Practice pointer: This underscores the importance of pulling any necessary building permits for all repair, remodeling and improvement work done. Unpermitted work can lead to trouble with the local code authorities as well as placing the contractors in violation of the rule.

Manufacturer’s warranties

Contractors are still required to provide copies of all warranties. Contractors must provide manufacturers’ product warranties either at the time the consumer and contractor enter into the contract or when the product is installed. The updated § ATCP 110.04 also provides the option for contractors to provide the written manufacturer's warranties at the completion of the project so long as the owner is given notice of this practice in the contract.

Material substitutions

Wis. Admin. Code § ATCP 110.023 previously required written owner approval of any substituted products or materials that differ from those specified in the home improvement contract or that the seller represented would be used. If the home improvement contract was in writing, the owner’s consent to substitutions also must be in writing. The rule also includes a note that confirms that electronic communications can satisfy the written approval requirement. The revised § ATCP 110.023(1) also indicates that the consumer can authorize alterations verbally if the substitution does not represent any additional cost or a decrease in the value of the finished product and the contractor maintains documentation verifying the owner's approval. 

Practice pointer: Owners authorizing substitutions via email or by text would be wise to preserve documentation of that message in the event of disputes later on.

Proof of insurance

If a contractor is providing insurance, the contract must clearly state the terms, conditions and limitations, as well as the name and address of the insurer. Under § ATCP 110.05(4), the contractor is required to furnish a copy of the insuring or protection agreement to the owner before final payment is made. The revised rule states that a contractor can provide a declarations page or some other evidence of the insurance policy rather than the entire policy.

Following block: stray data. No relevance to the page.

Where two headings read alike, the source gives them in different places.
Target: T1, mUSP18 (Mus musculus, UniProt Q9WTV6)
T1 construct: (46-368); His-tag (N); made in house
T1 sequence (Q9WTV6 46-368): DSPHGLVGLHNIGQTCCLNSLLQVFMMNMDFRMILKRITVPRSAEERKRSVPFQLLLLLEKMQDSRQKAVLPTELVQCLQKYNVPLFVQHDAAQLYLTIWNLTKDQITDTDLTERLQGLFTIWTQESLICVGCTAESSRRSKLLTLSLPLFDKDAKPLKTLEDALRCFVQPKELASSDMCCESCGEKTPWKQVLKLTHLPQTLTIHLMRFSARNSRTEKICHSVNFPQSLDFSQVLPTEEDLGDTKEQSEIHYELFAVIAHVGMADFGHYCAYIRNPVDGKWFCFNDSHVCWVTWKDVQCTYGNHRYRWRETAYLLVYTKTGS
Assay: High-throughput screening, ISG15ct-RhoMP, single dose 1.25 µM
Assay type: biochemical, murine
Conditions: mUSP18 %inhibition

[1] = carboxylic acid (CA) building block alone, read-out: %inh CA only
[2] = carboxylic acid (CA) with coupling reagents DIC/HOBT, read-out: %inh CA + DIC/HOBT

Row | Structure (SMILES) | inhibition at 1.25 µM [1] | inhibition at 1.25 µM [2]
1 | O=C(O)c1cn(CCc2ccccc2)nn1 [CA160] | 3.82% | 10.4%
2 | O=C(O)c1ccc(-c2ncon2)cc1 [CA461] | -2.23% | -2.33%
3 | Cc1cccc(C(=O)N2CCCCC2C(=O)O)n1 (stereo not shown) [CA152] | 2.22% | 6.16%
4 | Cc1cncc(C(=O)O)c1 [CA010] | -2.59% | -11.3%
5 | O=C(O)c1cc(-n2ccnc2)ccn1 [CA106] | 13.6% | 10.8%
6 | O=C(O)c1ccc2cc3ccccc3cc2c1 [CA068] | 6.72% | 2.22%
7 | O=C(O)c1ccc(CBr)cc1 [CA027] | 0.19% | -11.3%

Notice of contract performance delay

A contractor is required to give an owner notice of an impending delay if the work would not be completed by the deadline stated in the contract. However, the revised § ATCP 110.027 clarifies that notice can be given electronically. In addition, contractors are not responsible for delays caused by action or inaction of the owner, destructive acts of nature, or disruptive civil disorder.
Wis. Admin. Code chapter ATCP 110 also addresses deceptive sales tactics, contract and disclosure requirements, and a three-day “cooling off” period for contracts solicited by the contractor (such as a door-to-door solicitation). 

Consumer remedies 

If, under a home improvement contract, a owner pays a contractor for any home improvement materials or services before the contractor provides those materials or services, the owner will have certain remedies if: (a) the contractor fails to provide the materials or services by the deadline specified in the home improvement contract; (b) the contractor fails to give the owner notice of an impending delay as required under § ATCP 110.027 or fails to obtain the owner’s agreement to a new performance deadline; or the owner believes that the contractor has failed to provide the materials or services in a timely manner when the home improvement contract does not specify a deadline. If there is a violation, the owner may: 

  • Cancel the contract. 
  • Demand the return of all payments that the contractor has not yet used. 
  • Demand delivery to the home improvement site of materials that have not yet been used. 
  • Demand a written accounting for all payments that the owner made to the contractor. 
  • Sue to contractor. Any person who suffers a monetary loss because of a violation of chapter ATCP 110 may sue the violator directly under Wis. Stat. § 100.20 (5) and may recover twice the amount of the loss, together with costs and reasonable attorneys’ fees.

The changes to the Home Improvement Practices rules will hopefully help protect property owners and contractors and allow remodeling, repair and improvement projects to run more smoothly.

Debbi Conrad is Senior Attorney and Director of Legal Affairs for the WRA.